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Nearly half of all small construction sites fail HSE guides

Nearly half of all small construction sites fail HSE guides

2 January 2017 Email this article

Nearly half of all small construction sites it inspected in 2016 fell below standards in health and safety, worse than in last year’s initiative.

Notes published ahead of the HSE board meeting show that inspectors visited a total of 1840 sites and inspected 2235 contractors. Out of these, 49 per cent of sites fell below standards required to comply with health and safety requirements. It compares with 46 per cent in similar inspections of refurbishment sites in 2015.

Similar health risks 'in common with previous initiatives' were also uncovered in the inspection drives targeting small refurbishment projects during June/July and October/November 2016.

Inspectors had to deal with immediate issues such as worker exposure to asbestos and dusts, ‘particularly silica and wood dust’, 

TUC health and safety officer, Hugh Robertson commented on the findings: “Occupational disease, particularly lung disease, is appallingly high for this day and age.

“Too many companies are ignoring the law on a daily basis, especially construction firms dealing with refurbishment. We need much tougher enforcement and more prosecutions from the HSE to stop cowboys companies flouting the law and putting lives at risk.”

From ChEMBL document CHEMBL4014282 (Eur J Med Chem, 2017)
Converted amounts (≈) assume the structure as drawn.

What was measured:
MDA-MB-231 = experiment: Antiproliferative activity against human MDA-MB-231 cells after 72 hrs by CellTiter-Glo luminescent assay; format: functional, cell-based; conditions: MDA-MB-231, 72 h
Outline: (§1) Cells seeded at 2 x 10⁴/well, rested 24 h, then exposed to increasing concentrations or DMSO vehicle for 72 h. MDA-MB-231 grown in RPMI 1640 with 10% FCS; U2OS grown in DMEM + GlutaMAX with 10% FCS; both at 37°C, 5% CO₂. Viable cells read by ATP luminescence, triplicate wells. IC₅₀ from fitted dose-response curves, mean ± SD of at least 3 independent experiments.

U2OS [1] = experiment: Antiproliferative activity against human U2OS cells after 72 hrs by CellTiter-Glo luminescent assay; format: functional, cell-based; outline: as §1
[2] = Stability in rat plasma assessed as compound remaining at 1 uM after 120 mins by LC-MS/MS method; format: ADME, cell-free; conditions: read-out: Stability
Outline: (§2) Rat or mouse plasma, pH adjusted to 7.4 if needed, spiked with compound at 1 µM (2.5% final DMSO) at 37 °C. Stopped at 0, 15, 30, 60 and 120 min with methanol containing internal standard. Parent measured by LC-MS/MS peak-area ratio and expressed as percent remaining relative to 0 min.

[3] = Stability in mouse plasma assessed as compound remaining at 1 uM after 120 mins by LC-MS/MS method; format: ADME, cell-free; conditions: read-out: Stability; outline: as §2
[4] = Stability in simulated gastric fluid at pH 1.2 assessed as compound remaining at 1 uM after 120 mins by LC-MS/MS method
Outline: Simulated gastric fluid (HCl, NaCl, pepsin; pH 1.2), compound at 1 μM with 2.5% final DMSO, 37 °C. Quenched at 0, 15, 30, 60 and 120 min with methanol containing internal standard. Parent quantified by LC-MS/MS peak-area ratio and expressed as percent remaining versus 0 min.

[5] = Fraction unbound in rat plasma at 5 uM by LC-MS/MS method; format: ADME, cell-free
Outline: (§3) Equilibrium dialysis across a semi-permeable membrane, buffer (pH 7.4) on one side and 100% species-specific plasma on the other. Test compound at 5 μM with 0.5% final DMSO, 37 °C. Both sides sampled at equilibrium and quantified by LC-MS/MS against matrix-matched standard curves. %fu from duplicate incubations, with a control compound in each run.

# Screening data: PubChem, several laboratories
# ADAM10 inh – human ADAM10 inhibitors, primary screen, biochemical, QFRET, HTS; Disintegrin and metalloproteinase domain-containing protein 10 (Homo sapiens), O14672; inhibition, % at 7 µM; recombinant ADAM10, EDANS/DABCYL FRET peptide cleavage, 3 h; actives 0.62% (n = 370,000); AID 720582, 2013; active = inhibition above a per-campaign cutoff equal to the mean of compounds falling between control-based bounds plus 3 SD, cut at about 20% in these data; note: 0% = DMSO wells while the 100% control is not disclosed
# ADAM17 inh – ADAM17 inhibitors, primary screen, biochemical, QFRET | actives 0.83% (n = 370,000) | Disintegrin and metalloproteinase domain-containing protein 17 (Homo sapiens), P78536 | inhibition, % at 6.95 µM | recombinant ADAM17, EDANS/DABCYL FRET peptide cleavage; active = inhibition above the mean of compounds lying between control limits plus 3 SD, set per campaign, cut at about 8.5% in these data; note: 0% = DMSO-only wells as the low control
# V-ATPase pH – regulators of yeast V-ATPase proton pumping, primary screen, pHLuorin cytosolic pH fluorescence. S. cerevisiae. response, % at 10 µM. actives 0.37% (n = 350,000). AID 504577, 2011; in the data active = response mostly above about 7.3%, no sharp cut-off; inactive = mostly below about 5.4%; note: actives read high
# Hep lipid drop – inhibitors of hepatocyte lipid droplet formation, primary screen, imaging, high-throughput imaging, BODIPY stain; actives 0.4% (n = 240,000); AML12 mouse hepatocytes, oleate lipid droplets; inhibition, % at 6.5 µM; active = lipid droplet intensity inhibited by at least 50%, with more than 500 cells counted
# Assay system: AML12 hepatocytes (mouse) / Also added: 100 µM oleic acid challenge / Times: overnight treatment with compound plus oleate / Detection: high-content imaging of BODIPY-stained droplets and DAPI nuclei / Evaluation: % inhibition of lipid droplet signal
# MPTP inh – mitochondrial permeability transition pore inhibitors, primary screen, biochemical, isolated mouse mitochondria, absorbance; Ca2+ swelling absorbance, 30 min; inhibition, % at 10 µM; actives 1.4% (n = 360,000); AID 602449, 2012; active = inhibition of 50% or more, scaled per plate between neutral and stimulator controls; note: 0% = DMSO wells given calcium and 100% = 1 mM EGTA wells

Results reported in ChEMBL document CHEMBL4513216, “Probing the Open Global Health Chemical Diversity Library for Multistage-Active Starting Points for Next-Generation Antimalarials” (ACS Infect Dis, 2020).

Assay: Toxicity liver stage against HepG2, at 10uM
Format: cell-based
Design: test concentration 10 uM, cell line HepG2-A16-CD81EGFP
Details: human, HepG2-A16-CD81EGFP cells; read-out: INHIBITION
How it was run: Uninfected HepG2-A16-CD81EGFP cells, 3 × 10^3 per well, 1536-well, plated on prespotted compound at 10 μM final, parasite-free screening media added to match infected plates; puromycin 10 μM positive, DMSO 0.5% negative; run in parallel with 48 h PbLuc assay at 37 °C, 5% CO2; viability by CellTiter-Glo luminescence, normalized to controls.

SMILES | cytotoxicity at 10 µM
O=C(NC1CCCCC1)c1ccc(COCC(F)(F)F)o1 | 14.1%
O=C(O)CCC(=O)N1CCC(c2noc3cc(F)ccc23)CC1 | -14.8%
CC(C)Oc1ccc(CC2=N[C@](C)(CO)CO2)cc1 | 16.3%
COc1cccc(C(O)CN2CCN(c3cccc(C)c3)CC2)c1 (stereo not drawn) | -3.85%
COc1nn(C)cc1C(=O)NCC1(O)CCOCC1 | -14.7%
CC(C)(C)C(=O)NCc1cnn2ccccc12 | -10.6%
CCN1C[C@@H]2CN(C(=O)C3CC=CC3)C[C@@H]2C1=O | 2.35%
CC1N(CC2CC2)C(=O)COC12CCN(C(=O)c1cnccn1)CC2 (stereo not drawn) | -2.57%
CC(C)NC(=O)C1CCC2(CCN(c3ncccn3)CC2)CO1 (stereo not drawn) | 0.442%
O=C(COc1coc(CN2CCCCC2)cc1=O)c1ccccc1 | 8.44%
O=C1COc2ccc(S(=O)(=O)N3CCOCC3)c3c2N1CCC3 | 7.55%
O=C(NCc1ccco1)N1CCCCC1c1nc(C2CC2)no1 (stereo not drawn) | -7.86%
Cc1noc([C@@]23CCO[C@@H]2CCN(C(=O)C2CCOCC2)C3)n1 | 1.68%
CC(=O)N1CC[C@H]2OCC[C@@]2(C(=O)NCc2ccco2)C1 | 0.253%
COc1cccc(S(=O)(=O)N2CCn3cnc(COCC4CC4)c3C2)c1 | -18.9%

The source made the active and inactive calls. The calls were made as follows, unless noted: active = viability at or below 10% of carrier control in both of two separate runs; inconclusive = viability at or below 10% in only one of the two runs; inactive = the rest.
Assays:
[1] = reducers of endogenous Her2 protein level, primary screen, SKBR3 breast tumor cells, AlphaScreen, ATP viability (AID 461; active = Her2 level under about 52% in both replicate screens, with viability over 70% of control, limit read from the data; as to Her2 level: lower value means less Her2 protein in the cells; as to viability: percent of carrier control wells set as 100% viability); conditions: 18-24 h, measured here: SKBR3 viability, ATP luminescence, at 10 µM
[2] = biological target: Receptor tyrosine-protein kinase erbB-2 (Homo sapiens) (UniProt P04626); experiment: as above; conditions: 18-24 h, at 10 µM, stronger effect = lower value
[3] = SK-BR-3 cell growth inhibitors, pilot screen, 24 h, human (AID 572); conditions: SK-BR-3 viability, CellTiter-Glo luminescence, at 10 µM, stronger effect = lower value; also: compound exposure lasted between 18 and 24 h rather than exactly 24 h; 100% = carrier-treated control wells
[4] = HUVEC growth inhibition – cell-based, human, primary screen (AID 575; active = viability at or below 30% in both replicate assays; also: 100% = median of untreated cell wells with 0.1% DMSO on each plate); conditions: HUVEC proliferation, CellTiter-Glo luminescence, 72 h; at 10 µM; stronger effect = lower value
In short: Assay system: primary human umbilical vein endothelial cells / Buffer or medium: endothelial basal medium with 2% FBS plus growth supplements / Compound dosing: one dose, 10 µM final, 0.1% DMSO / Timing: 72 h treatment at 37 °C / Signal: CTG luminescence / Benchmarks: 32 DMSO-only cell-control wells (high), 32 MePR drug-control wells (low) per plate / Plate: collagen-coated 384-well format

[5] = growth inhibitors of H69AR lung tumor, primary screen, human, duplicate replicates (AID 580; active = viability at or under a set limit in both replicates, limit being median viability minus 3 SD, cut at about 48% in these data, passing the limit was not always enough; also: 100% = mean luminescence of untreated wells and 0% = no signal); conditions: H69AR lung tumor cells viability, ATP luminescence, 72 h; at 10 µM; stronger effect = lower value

Brian Rye, acting general secretary of construction union UCATT, said the figures showed that health and safety standards on small construction sites “remain a basket case”. 

“Safety laws are being ignored and workers placed in danger,” he added. “It is frankly more by luck than judgement that more workers are not being killed at work. It also shows that the HSE needs greater resources to conduct these initiatives 12 months of a year as they are currently only visiting a tiny amount of sites.”

The results of HSE’s inspection drives are included in chief executive Richard Judge’s report in the agenda for the HSE board meeting held today, 7 December.

The meeting will also discuss HSE’s ‘priority health topics’, as part of both Helping Britain Work Well, HSE’s five year strategy and the health strategy launching on 15 december.

Although the performance in health and safety is poorer, HSE says the inspection drives show it served more enforcement notices than previously. It served 741 enforcement notices and 1059 notifications of contravention, which is an 8% increase on the 2015 initiative.

- See more at: https://sm.britsafe.org/small-refurbishment-sites-fail-hse-inspections-second-year-running#sthash.LTl98Mwl.dpuf